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Warsaw bans far-right anniversary march

November 8, 2018

Warsaw's mayor wants to avoid the racism that plagued last year's independence day celebrations in Poland's capital. But the nationalist government has other ideas.

Protesters light flares and carry Polish flags during a rally, organised by far-right, nationalist groups, to mark 99th anniversary of Polish independence in Warsaw, Poland November 11, 2017
Image: Reuters/Agenzia Gazeta

UPDATE — BAN OVERTURNED: Poland court approves far-right 'independence march' in Warsaw

The mayor of Warsaw has banned nationalist demonstrators from marching during planned independence day celebrations on Sunday.

"This is not how the celebrations should look on the 100th anniversary of regaining our independence," Hanna Gronkiewicz-Waltz said on Wednesday. "Warsaw has suffered enough under aggressive nationalism."

Gronkiewicz-Waltz, a member of the center-right Civic Platform, said security concerns also informed her decision.

Disappointed nationalists

Polish nationalists and far-right organizers from the National Radical Camp (ONR) had expected between 100,000-250,000 participants for this year's "independence march."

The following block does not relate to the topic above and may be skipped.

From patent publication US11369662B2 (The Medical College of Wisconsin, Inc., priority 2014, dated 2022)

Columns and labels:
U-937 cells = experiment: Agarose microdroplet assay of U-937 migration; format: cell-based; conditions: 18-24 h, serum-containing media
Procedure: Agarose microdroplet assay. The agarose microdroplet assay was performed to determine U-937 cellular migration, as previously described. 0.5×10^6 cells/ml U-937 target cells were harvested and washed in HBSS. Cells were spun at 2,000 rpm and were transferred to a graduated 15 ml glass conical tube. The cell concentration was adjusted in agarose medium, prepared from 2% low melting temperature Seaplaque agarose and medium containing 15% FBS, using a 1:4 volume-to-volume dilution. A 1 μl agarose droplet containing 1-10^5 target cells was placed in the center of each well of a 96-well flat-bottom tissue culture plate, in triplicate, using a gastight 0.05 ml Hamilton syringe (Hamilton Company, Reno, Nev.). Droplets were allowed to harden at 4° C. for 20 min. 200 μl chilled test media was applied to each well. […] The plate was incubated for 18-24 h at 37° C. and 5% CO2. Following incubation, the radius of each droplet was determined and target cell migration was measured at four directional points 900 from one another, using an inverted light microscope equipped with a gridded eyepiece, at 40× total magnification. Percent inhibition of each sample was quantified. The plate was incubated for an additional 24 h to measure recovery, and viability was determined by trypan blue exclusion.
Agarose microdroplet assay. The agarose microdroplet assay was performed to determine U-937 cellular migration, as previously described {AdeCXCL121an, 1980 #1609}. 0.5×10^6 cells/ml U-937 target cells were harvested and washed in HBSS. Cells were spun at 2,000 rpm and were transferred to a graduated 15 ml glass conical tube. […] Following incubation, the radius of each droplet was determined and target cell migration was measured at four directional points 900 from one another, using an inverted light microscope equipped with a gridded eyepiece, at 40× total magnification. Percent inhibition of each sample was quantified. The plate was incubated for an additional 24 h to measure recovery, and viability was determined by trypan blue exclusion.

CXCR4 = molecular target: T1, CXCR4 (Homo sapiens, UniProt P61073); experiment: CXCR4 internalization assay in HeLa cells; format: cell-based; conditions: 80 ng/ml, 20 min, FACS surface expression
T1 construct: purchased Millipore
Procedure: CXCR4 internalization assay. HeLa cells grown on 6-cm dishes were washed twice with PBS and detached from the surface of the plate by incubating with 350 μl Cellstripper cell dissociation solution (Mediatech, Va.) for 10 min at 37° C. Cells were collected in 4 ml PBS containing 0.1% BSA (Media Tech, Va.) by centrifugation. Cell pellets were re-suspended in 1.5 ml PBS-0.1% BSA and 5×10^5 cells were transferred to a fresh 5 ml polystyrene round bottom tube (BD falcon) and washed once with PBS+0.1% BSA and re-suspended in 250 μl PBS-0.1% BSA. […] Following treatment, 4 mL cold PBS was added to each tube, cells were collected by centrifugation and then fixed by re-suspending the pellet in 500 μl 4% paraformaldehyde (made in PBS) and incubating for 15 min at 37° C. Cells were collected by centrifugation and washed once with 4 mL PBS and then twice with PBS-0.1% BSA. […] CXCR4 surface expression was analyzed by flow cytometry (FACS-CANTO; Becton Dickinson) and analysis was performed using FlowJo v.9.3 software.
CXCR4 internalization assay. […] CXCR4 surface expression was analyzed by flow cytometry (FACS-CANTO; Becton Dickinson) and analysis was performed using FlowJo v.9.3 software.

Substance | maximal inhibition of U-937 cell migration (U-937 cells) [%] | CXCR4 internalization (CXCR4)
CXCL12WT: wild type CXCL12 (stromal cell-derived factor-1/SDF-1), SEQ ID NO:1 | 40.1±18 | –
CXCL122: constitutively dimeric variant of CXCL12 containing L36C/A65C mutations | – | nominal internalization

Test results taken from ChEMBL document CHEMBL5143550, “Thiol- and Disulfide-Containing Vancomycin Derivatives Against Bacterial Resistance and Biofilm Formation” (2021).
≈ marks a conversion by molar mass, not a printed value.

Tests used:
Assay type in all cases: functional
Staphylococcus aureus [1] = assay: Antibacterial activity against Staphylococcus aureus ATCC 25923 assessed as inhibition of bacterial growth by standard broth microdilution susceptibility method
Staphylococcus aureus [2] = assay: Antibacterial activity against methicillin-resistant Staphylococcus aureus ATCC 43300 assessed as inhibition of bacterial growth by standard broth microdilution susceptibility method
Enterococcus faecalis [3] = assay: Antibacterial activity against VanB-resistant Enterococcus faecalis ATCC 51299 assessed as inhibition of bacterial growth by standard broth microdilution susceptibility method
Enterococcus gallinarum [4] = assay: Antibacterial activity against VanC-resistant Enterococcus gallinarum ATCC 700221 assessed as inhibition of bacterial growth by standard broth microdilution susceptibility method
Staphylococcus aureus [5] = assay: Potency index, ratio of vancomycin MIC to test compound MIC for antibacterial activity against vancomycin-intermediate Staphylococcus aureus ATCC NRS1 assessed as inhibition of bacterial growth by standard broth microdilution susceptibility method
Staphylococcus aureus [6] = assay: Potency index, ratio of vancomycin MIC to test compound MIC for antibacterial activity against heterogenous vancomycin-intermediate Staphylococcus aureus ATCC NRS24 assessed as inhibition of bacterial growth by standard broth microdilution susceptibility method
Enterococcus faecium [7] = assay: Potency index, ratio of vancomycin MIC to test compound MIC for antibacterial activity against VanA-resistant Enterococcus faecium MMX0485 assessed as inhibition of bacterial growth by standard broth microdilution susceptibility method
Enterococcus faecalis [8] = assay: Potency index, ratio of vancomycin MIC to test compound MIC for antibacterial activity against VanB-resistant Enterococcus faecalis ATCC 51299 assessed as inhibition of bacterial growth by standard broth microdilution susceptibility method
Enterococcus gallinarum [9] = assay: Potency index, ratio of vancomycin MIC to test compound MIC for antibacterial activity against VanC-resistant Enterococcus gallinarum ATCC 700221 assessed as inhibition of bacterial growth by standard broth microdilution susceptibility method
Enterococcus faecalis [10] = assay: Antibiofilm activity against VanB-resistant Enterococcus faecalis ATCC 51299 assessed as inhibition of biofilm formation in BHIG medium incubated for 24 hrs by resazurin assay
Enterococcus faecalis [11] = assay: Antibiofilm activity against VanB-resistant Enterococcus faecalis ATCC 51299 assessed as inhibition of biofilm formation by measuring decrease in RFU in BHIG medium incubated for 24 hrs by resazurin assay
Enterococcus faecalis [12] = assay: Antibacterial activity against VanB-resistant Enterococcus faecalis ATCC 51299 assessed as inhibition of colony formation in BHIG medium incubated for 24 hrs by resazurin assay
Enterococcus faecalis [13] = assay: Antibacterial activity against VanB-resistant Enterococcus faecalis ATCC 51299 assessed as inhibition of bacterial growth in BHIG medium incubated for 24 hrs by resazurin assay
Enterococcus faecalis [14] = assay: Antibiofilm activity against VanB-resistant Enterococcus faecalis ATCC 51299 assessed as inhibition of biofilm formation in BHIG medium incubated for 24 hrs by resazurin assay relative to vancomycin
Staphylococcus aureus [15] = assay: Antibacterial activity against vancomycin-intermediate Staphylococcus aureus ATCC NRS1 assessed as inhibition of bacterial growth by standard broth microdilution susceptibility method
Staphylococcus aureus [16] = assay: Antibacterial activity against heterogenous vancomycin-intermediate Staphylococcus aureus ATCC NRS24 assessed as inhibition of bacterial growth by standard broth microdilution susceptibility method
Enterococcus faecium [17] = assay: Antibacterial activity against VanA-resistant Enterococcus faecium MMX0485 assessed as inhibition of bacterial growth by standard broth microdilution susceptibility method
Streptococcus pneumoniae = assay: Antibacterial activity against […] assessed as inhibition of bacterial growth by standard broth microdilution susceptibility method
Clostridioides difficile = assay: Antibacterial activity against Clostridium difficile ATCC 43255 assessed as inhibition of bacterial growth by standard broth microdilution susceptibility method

Last year's event attracted some 60,000 participants, but demonstrators shouting racist insults and displaying anti-Muslim banners caused an international outcry.

Government defiant

Members of the far-right Law and Justice party (PiS) have vowed to organize another march led by President Andrzej Duda. PiS has been in office at the national level since 2015.

Sunday's festivities will mark Poland's 100th anniversary as an independent country. Its territory had been split between the German kingdom of Prussia, the Austro-Hungarian Empire and the Russian Empire prior to 1918.

amp/cmk (dpa, AP, AFP)

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